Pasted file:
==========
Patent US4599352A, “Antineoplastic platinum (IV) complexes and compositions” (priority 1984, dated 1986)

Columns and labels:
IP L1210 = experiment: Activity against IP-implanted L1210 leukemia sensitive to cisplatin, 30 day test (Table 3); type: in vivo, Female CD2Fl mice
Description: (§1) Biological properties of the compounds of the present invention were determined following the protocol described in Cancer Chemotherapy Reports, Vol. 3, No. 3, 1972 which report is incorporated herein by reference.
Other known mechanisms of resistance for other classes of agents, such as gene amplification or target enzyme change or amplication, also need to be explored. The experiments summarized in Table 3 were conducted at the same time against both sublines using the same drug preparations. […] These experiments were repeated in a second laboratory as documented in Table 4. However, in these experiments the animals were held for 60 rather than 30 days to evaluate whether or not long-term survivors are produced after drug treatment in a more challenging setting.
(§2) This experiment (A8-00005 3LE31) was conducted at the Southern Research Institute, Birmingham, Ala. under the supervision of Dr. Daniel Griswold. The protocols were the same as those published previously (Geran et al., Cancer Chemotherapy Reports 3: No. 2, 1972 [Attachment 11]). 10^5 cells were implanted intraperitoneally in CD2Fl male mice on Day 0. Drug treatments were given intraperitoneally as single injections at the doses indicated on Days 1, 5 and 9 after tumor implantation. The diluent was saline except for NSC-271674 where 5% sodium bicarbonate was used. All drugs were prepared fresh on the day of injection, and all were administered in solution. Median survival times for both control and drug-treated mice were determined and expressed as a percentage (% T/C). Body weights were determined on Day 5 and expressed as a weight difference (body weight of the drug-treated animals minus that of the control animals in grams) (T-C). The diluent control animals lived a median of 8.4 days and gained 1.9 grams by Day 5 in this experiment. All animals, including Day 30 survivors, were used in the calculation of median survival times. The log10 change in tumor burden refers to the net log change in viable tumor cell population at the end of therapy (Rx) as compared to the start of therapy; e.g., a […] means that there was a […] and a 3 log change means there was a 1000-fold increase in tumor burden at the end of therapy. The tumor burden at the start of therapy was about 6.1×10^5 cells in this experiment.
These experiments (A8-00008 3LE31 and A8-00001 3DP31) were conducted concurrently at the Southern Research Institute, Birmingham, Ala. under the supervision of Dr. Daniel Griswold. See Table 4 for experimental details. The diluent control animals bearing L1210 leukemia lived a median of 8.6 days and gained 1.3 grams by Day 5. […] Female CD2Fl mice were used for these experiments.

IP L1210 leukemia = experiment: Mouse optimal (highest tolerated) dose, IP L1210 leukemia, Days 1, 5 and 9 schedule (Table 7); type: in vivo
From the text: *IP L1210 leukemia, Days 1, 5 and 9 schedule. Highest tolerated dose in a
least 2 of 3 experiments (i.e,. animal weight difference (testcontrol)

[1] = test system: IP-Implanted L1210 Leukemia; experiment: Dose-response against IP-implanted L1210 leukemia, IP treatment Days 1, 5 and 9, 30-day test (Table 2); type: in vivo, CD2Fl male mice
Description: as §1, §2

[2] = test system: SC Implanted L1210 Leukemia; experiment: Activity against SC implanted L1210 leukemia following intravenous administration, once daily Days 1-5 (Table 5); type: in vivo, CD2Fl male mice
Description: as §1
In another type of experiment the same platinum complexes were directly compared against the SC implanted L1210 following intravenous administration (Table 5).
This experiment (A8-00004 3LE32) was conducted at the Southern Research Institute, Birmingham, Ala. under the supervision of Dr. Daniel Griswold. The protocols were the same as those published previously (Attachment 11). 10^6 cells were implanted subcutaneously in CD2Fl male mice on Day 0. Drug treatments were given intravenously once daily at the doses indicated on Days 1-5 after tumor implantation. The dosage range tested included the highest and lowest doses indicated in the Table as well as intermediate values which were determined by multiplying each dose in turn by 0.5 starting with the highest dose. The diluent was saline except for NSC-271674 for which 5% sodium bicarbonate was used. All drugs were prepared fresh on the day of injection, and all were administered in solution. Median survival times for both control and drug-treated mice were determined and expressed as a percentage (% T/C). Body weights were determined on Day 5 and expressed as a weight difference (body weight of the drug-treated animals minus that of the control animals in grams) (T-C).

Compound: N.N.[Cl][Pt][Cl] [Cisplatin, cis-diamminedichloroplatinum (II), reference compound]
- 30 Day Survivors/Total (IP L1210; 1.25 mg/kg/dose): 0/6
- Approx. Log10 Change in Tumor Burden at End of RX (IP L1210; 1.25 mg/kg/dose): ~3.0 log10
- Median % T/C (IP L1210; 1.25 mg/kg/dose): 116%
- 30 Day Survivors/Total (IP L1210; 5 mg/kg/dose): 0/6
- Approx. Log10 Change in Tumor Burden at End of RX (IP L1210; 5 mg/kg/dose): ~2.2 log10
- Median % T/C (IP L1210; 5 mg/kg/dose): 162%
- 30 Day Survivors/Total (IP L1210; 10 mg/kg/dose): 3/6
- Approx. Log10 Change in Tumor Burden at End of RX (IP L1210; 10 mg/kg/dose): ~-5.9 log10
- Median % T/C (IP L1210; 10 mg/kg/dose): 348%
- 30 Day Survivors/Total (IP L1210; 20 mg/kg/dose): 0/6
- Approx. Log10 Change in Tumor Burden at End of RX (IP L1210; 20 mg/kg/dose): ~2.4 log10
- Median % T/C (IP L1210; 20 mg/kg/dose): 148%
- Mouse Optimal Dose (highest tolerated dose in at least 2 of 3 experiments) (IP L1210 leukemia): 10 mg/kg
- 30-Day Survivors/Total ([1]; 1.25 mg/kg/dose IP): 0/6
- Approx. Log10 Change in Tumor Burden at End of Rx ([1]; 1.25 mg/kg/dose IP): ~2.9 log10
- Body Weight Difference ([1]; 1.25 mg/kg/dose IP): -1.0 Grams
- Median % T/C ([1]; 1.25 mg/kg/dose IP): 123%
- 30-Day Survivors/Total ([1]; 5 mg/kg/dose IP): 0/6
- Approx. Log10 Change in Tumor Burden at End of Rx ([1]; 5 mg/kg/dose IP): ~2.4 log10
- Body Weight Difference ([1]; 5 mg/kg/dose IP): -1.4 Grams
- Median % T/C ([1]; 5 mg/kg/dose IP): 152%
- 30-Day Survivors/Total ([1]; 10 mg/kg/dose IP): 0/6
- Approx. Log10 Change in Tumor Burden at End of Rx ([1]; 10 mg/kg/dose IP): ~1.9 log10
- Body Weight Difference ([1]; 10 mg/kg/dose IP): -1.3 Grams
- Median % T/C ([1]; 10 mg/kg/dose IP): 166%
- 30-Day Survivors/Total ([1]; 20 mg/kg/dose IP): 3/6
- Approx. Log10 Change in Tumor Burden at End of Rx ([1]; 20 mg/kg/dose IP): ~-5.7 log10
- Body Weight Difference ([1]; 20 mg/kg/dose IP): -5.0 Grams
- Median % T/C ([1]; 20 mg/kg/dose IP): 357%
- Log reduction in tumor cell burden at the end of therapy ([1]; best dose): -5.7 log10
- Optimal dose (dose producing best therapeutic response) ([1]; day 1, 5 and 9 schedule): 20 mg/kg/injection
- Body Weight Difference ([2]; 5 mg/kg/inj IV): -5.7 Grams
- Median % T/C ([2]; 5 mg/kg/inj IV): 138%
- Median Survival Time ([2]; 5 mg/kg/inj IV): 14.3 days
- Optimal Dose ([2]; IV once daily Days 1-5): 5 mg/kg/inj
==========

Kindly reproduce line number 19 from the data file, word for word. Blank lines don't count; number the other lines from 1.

- Approx. Log10 Change in Tumor Burden at End of RX (IP L1210; 1.25 mg/kg/dose): ~3.0 log10